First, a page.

• Current Edtech Favorites: Google Keep, Twitter and Podcasts
  • Advice: Failure is a learning opportunity.  Own your experiences and embrace all opportunities!
  • Connect with Heather: Twitter @hcallihan email: hcallihan@ginorthwest.org

 

How to Read Infographics: The SCD Strategy

new-piktochart_903_8a2035b2468fed4b37b4b82dec9cd930f8f1d96aTo help students become independent readers and comprehend the complex information they will encounter throughout their lifetime teaching comprehension strategies will help them flourish. The capacity to self-direct reading strategies is extremely important in our fast-paced, technology-rich world. Cognitive processes to access and understand information is done automatically in good readers and these are the exact strategies we must model and teach to our students.

The onset of the internet has triggered an explosion in visual information with an increase of 400% in literature and an astounding increase of 9900% on the internet but little is done in terms of supporting students’ gain skills to comprehend information in the area of visual comprehension strategies.

Aligning to best practices in literacy, I created the SCD Strategy to help students understand Infographics. To begin with, students need to understand the general purpose of infographics – Infographics make information visible, tell a story visually that is easy to understand, grab the reader’s attention, and spark conversation. Identify the issue or topic presented and the author’s purpose or claim.

SCD Strategy for understanding Infographics:

SStructure – Infographics have a definite structure just as any other text they may read. The information presented is connected and not just a bunch of random thoughts put together. Have students determine how the information is organized.

  • Is is Chronological? Cause and Effect, Inductive/deductive?
  • Is the information organized by person, event, product?
  • Does the author use data or % to organize information?

Identifying the structure of an infographic helps readers understand the flow of the information and is part of comprehending information.

C- Content – Infographics are constructed around content to help the reader understand complex ideas visually. Students should identify the story the visual content is telling the reader.

  • What is the main claim and evidence the author is using to support it?
  • Where does the information come from?
  • Is it reliable and current information?

Only 53% of infographics contain data and numbers, have students key in on important words, phrases, and repetition. Most infographics chunk information into digestible, bite-sized segments. Identify the parts and how they relate to the whole.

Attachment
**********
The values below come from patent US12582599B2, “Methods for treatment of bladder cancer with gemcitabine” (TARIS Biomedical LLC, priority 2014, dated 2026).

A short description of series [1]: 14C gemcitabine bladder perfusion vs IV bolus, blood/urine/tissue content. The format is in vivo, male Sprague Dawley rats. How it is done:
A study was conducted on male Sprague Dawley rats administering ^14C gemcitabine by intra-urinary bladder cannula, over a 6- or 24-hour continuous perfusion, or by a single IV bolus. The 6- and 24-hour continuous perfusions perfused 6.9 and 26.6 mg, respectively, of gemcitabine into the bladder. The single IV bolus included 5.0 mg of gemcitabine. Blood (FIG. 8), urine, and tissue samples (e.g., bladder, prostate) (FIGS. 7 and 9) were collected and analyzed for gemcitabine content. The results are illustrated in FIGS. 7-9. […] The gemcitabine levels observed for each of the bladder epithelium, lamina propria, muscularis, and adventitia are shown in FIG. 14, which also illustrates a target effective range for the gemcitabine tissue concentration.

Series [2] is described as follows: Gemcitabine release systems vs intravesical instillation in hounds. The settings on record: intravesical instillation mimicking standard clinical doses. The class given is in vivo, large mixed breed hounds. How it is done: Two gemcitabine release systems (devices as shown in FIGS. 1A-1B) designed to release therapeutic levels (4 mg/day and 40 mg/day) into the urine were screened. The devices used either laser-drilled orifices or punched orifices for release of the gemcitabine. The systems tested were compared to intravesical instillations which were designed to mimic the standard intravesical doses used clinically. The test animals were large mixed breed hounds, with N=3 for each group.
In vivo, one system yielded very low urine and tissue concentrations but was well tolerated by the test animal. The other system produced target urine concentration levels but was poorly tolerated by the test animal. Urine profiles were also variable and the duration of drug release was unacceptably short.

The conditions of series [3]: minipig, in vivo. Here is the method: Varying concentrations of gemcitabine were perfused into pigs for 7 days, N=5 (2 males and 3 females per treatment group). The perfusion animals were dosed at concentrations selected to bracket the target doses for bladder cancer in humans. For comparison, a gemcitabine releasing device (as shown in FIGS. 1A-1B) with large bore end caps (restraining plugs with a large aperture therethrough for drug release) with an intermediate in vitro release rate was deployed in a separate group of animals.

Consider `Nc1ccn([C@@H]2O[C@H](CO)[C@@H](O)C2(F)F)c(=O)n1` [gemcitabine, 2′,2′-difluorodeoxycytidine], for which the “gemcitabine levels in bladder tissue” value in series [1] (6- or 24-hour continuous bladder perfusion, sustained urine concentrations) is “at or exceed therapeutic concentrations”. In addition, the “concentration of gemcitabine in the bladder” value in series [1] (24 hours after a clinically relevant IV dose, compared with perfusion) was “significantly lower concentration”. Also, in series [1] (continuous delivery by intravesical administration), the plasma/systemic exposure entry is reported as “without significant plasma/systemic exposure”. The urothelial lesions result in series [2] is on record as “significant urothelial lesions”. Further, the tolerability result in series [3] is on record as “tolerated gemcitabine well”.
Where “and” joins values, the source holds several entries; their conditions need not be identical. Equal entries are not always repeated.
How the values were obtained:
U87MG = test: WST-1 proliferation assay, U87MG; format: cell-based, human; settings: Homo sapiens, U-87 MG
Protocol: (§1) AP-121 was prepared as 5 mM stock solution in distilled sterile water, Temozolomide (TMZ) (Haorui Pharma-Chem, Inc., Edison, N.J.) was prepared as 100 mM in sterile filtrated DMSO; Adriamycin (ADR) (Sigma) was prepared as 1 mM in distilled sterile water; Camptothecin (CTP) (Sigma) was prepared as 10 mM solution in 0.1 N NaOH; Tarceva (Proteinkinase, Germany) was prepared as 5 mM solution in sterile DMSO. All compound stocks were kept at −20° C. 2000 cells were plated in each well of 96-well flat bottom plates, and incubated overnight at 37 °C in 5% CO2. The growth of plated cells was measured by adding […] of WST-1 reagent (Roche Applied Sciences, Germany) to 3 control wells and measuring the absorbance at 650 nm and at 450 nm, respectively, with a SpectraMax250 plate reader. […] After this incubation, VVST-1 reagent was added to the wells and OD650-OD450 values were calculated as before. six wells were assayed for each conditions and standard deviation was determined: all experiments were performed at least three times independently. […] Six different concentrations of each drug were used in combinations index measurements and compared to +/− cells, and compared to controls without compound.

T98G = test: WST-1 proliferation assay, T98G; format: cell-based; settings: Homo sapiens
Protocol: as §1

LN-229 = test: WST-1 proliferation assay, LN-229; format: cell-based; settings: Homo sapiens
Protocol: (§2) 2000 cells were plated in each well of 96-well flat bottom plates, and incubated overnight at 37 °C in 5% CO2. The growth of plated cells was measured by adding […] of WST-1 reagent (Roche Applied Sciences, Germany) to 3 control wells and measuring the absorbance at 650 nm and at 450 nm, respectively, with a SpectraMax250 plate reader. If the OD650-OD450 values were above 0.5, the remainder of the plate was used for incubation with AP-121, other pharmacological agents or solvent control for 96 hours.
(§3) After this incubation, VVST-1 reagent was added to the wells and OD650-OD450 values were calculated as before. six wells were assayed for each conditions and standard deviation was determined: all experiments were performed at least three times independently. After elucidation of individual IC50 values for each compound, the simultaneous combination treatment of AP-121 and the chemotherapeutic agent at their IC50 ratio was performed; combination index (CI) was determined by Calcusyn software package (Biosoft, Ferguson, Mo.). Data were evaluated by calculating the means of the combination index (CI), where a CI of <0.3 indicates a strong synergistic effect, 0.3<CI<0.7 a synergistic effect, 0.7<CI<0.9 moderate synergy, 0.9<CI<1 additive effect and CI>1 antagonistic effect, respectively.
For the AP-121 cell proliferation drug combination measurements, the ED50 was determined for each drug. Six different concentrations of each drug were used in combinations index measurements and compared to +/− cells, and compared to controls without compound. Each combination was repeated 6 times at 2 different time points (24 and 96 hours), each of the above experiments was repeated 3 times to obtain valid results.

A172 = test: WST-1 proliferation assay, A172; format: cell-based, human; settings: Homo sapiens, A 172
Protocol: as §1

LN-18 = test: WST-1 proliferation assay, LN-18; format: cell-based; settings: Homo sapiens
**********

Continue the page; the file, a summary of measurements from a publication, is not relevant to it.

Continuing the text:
D – Design – Infographics visually tell a story and relate information to consumers. Not only is content important in this form of communication but design elements help to convey meaning. Making students aware of design principles used in infographics is another strategy to support comprehension.

  • How is Typography used? Italics and bold-faced words jump out to the reader and signal important information.
  • How are Colors used in the infographic? What information is emphasized through the use of specific colors? Do the colors relate to the content or topic? 
  • Spacing, alignment, and whitespace is used intentionally to focus the reader’s visual cueing system, provide direction or flow, or connect like ideas.
  • Finally, icons, numbers, images add to the overall understanding of the message, highlight important information, and help students visualize key points.

Digital communication will only increase the use and creation of visual information and while many students have never experienced a time pre-internet they are not equipped with the strategies that will help them flourish as readers. Modeling and teaching the SCD Strategy will equip students with the necessary skills to comprehend infographics and demystify visual information.

3 Alternatives for Generating Citations

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Just as one should always backup their pictures, documents, and videos in multiple places; so should educators always have a backup for their favorite digital resources, tools, and apps. In the blink of an eye, something that was accessible yesterday could vanish into the digital abyss just as the recent deletion of the Research Tool in Google Docs. Educators and students had grown accustomed to the search and citation options available with the “Research Tool” and many are now scrambling for alternatives…

Here are 3 Citation Generating Alternatives to Consider:

 

  1. logo-easybib-cheggEasyBib – A free citation generator that is available online, as an app, extension, and as a Google Doc Add-On. EasyBib is also offering a free EasyBibEdu account for all educators for the 2016-17 school year. Not only can you generate citations using MLA, APA, and Chicago styles, with EasyBib, you can also create notecards, outlines, and avoid plagiarism and check the reliability of websites.